10. Withdrawal of all foreign armed formations, military equipment, as well as mercenaries from the territory of Ukraine under monitoring of the OSCE. Disarmament of all illegal groups.

11. Carrying out constitutional reform in Ukraine with a new constitution entering into force by the end of 2015 providing for decentralization as a key element (including a reference to the specificities of certain areas in the Donetsk and Luhansk regions, agreed with the representatives of these areas), as well as adopting permanent legislation on the special status of certain areas of the Donetsk and Luhansk regions in line with measures as set out in the footnote until the end of 2015.1

12. Based on the Law of Ukraine “On interim local self-government order in certain areas of the Donetsk and Luhansk regions”, questions related to local elections will be discussed and agreed upon with representatives of certain areas of the Donetsk and Luhansk regions in the framework of the Trilateral Contact Group. Elections will be held in accordance with relevant OSCE standards and monitored by OSCE/ODIHR.

13. Intensify the work of the Trilateral Contact Group including through the establishment of working groups on the implementation of relevant aspects of the Minsk agreements. They will reflect the composition of the Trilateral Contact Group.

Participants of the Trilateral Contact Group:

Ambassador Heidi Tagliavini 

Second President of Ukraine, L. D. Kuchma

Ambassador of the Russian Federation

to Ukraine, M. Yu. Zurabov

A.W. Zakharchenko

I.W. Plotnitski

1 Such measures are, according to the Law on the special order for local self-government in certain areas of the Donetsk and Luhansk regions:

Exemption from punishment, prosecution and discrimination for persons involved in the events that have taken place in certain areas of the Donetsk and Luhansk regions;

Right to linguistic self-determination;

Participation of organs of local self-government in the appointment of heads of public prosecution offices and courts in certain areas of the Donetsk and Luhansk regions;

Possibility for central governmental authorities to initiate agreements with organs of local self-government regarding the economic, social and cultural development of certain areas of the Donetsk and Luhansk regions;

State supports the social and economic development of certain areas of the Donetsk and Luhansk regions;

Support by central government authorities of cross-border cooperation in certain areas of the Donetsk and Luhansk regions with districts of the Russian Federation;

Creation of the people’s police units by decision of local councils for the maintenance of public order in certain areas of the Donetsk and Luhansk regions;

The powers of deputies of local councils and officials, elected at early elections, appointed by the Verkhovna Rada of Ukraine by this law, cannot be early terminated.

(Copyright 2015 by Politipond. All Rights Reserved. This material may not be published, broadcast, rewritten or redistributed without permission).

A New European Leadership – When the East Meets the West

Photograph: Julien Warnand/EPA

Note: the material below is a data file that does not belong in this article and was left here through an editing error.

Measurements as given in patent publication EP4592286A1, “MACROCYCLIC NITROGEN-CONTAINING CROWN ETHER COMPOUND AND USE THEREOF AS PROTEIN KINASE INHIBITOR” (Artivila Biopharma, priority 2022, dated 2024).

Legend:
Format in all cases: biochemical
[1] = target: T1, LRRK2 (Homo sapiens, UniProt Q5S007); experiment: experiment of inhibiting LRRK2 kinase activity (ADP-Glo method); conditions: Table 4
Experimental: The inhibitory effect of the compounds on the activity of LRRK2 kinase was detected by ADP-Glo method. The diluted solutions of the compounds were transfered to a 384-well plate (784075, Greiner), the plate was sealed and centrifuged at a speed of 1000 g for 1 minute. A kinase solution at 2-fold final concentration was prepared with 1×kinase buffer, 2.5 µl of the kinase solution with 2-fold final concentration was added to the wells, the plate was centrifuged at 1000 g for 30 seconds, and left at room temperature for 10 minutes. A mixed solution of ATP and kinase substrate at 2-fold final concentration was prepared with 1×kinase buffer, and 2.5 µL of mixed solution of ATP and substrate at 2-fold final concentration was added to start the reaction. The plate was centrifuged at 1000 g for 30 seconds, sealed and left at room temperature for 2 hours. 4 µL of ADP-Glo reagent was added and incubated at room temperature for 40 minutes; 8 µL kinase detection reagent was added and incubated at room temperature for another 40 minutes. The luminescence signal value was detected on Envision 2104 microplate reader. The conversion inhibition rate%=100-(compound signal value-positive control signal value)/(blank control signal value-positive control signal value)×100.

Photograph: Julien Warnand/EPA

After months of negotiations, the EU top jobs were finally filled during an EU summit in Brussels on August 30th. The Presidency of the European Council goes to Polish Prime Minister, Donald Tusk, for a 2.5 years mandate renewable once; while the EU diplomatic chief, High Representative/Vice President (HRVP) goes to the Italian Foreign Minister, Federica Mogherini, for a mandate of 5 years, renewable once (see here their official CVs). The appointment of Polish and Italian politicians permits to maintain an East-West European balance at the helm of the EU. As argued by Janusz Reiter, “Poland has arrived in the West.” In addition to the appointments, the summit covered the following issues: furthering Russian sanctions, the conflict in Ukraine and the situation in Iraq due to ISIS.

This double appointment sends a clear signal, European leaders have heard the message of the May elections and are giving high-level/visible job to pro-European Member

Credit: Reuters
Credit: Reuters

States. Poland has been since its inclusion inside the Union in 2004 the best student of the group of the 10 new members in 2004. The post of President of the European Council demonstrates the commitment by Western EU Member States of finally including the Eastern arm of the Union. Additionally, with the current tension between Russia and Ukraine, some Eastern EU Member States have felt under-protected by either the Union or NATO. Tusk’s appointment is demonstrating such commitment. Charles Grant of the CER argues that Tusk’s appointment is a clear “signal” to Moscow. The role of the President of the European Council may not have direct decision-making power, but it has nevertheless a clear global visibility and serious power in assisting Member States reaching consensus and compromise on important issues. Donald Tusk has demonstrated to be a successful politician in Poland by being prime minister for two terms as well as “his ability to build consensus [and] open to compromise.” According to the Treaty of Lisbon (article 15(6)), the role of the President is as follow:

The President of the European Council: 
(a) shall chair it and drive forward its work;